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Common Word, Common Lord

Common Word, Common Lord

Not Worth It At All

In the Name of God, the Compassionate and Infinitely Merciful

It has been sought out for time immemorial: the key to long life. Legends have spoken about a Fountain of Youth, but such a fountain has been elusive. More recently, however, there has been talk about calorie restriction as the key to living longer. Studies have been conducted, and there was some promise:

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The idea that a low-calorie diet would extend life originated in the 1930s with a study of laboratory rats. But it was not until the 1980s that the theory took off. Scientists reported that in species as diverse as yeast, flies, worms and mice, eating less meant living longer. And, in mice at least, a low-calorie diet also meant less cancer. It was not known whether the same thing would hold true in humans, and no one expected such a study would ever be done. It would take decades to get an answer, to say nothing of the expense and difficulty of getting people to be randomly assigned to starve themselves or not.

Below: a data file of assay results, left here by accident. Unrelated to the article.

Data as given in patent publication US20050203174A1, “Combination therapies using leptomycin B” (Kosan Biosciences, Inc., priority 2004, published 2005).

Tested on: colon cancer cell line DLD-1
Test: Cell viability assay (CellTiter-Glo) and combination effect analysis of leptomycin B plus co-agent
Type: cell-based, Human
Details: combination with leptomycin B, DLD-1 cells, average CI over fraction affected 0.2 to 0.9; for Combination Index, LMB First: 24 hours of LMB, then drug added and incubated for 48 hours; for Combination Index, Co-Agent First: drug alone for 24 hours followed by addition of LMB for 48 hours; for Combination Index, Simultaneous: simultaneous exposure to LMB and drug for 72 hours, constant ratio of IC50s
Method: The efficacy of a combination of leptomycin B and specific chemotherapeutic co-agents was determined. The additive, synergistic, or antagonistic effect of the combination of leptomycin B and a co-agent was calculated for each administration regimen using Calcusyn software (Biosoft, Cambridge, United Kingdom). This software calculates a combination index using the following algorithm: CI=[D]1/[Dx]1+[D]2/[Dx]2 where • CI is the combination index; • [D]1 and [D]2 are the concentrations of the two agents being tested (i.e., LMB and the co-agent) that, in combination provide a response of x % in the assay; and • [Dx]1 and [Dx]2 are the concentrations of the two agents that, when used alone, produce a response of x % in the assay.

Researchers concluded the best way to test the hypothesis would be through the monkey studies at the University of Wisconsin and the National Institute on Aging, although the animals would have to be followed for decades.

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Now, the major study that was started in 1987 has been completed, and the results are in: calorie restriction did not prolong life. The results of the study were published in the prestigious scientific journal Nature: